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5 of the Biggest Influencers Trends 2019 – Where Instagram is Going

Beatrice Lessi

How do you decide to book a trip or buy a product online? Most probably by word of mouth – which nowadays happens to be mostly on Instagram.

I am not influenced by influencers, you might say (I hear this all the time).

Think again. I am. And remember that your friends are influencing you too, offline and online. So online marketing is a huge phenomenon and firms are getting more and more sophisticated about it.

Let’s see what are some of the biggest trends to expect in 2019.

1. Genuine Metrics

Long overdue and still in a very imperfect form, this trend is finally picking up. Instagram is starting to get rid of fake followers, likes and comments.

Many (if not most) Instagrammers have bought followers in the past, and up to a certain extent this phenomenon is known and tolerated.

After all, once the fakes are out, there is still a real audience there, a marketing manager recently told me.

In order to justify a marketing campaign, one needs to show some impressive numbers to the boss!  Was another explanation.

But is the money paid to influencers correct? Brands that do invest a budget on this kind of advertising start to really question where the right price is – and investigate better. There are also more and more tools and softwares available for them to find out real statistics (or at least to get very close).

Finally social media are making a progress in that direction too.

If you are on Instagram and bought followers/likes etc, stop buying now and start to get rid of robots – long term, this will bring you more results.

marketing trends 2019

Authentic

 

2. Speaking with Humans on the Other End

Today consumers expect a lot from the brands they interact with. They want to know that,  when they contact a business, they are speaking with people on the other end. Being responsive in a personal way is crucial. This applies to DM messages (Instagram Direct Messages), social media comments, emails etc. The ability to respond to constructive criticism and acknowledge mistakes is part of an efficient marketing strategy.

3. Strong Corporate Image

Firms want/need to be identified immediately and distinguish themselves from the mass.

Brands like Breitling, for example, have chosen to use and underline their vast archive to retain their core customers, and to link their renovated image not to a single testimonial, but to “squads” of influencers or top people in their field. It’s all about people, stories, authenticity. The firm keeps a strong image and identity always very present behind its  brand ambassadors.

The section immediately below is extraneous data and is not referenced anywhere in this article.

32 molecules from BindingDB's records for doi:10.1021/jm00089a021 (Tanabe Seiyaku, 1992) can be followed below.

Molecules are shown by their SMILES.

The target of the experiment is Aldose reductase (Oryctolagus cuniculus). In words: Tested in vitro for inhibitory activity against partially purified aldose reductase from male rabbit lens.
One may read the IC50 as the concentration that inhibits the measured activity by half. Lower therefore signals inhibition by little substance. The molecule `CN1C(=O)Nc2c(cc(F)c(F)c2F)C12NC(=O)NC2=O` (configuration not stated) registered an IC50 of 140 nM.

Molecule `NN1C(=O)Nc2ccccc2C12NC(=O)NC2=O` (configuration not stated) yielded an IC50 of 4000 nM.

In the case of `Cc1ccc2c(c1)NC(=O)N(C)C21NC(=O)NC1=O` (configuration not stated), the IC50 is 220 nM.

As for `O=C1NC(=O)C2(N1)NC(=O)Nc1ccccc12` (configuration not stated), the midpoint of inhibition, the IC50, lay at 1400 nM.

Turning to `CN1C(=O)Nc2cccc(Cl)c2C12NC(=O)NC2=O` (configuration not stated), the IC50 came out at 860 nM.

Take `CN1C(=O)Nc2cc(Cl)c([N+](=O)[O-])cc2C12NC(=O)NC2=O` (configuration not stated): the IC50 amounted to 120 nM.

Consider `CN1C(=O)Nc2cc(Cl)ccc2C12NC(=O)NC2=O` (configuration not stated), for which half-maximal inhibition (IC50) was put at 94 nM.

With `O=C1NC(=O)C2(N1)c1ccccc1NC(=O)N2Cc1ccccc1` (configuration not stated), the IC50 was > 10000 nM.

Celebrities are an important part of this marketing strategy, but often together with a more varied choice of testimonials too.

marketing trends 2019

The Breitling explorers squad

The Breitling cinema squad

4. Female Power

Women are finally getting access to some key jobs in politics, corporate, finance and science. This year, a Cern scientist said male scientist were being discriminated against because of ideology rather than merit. While I do think this opinion is total bulls**t (women are still discriminated and this particular case was, from what I understand, a single episode that the scientist wrongly took for a trend), I see from personal experience that firms are looking for more and more women, also in executive positions.

This is starting to be reflected on social media too. Accounts like Livia Firth’s are not huge but highly influential. Role models like  Sheryl Sandberg or feminist profiles will draw more and more attention and engagement.

Livia and Colin Firth

5. Size Doesn’t Matter

There are many profiles out there with big following that, after a quick inspection, look rather tame.

Signs of bought followers and likes/fake engagement/robots: thousands of likes to a picture but then, if you click on them to visit the profile of the person who “likes”,  zero posts (or a very limited number) or random pictures that clearly look fake. Other very suspect signs: no possibility to comment, or very small number of comments. Inactive profiles associated to the account, etc.

All this makes a big number of followers very uninteresting to brands that are looking for influencers and visibility.

Micro influencers, on the other hand, tend to have very high engagement, a targeted audience reflecting their geographical position/interests/age/lifestyle, and a direct knowledge of their community. Often their Instagram stories have a surprisingly high number of viewers that attentively follow the profile’s content.

Including micro influencers to marketing campaigns, therefore,  can make a lot of sense. And it might cost much less.